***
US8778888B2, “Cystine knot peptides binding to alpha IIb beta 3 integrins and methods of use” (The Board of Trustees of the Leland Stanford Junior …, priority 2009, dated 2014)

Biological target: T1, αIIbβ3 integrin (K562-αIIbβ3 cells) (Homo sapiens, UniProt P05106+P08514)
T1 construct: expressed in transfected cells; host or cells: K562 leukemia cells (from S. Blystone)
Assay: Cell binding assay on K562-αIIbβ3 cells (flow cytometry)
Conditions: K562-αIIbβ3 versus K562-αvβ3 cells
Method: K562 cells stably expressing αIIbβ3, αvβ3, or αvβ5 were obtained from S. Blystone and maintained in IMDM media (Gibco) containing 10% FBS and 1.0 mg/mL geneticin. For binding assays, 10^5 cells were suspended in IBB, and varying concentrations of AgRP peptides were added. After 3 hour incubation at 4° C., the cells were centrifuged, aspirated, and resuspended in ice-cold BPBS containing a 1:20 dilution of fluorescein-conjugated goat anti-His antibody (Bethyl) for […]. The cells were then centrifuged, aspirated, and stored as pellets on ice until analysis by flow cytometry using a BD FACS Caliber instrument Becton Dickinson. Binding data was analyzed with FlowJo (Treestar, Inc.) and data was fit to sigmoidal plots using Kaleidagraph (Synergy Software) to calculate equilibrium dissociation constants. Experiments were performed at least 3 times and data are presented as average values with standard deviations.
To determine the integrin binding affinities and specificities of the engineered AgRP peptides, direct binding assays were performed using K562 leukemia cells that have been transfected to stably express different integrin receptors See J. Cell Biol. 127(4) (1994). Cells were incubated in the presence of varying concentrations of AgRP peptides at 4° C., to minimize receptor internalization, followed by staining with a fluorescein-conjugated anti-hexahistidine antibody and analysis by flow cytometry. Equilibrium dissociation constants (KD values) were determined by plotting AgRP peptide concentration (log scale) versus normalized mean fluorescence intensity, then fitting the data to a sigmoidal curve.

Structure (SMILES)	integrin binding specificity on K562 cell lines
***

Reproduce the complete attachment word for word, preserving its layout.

US8778888B2, “Cystine knot peptides binding to alpha IIb beta 3 integrins and methods of use” (The Board of Trustees of the Leland Stanford Junior …, priority 2009, dated 2014)

Biological target: T1, αIIbβ3 integrin (K562-αIIbβ3 cells) (Homo sapiens, UniProt P05106+P08514)
T1 construct: expressed in transfected cells; host or cells: K562 leukemia cells (from S. Blystone)
Assay: Cell binding assay on K562-αIIbβ3 cells (flow cytometry)
Conditions: K562-αIIbβ3 versus K562-αvβ3 cells
Method: K562 cells stably expressing αIIbβ3, αvβ3, or αvβ5 were obtained from S. Blystone and maintained in IMDM media (Gibco) containing 10% FBS and 1.0 mg/mL geneticin. For binding assays, 10^5 cells were suspended in IBB, and varying concentrations of AgRP peptides were added. After 3 hour incubation at 4° C., the cells were centrifuged, aspirated, and resuspended in ice-cold BPBS containing a 1:20 dilution of fluorescein-conjugated goat anti-His antibody (Bethyl) for […]. The cells were then centrifuged, aspirated, and stored as pellets on ice until analysis by flow cytometry using a BD FACS Caliber instrument Becton Dickinson. Binding data was analyzed with FlowJo (Treestar, Inc.) and data was fit to sigmoidal plots using Kaleidagraph (Synergy Software) to calculate equilibrium dissociation constants. Experiments were performed at least 3 times and data are presented as average values with standard deviations.
To determine the integrin binding affinities and specificities of the engineered AgRP peptides, direct binding assays were performed using K562 leukemia cells that have been transfected to stably express different integrin receptors See J. Cell Biol. 127(4) (1994). Cells were incubated in the presence of varying concentrations of AgRP peptides at 4° C., to minimize receptor internalization, followed by staining with a fluorescein-conjugated anti-hexahistidine antibody and analysis by flow cytometry. Equilibrium dissociation constants (KD values) were determined by plotting AgRP peptide concentration (log scale) versus normalized mean fluorescence intensity, then fitting the data to a sigmoidal curve.

Structure (SMILES)	integrin binding specificity on K562 cell lines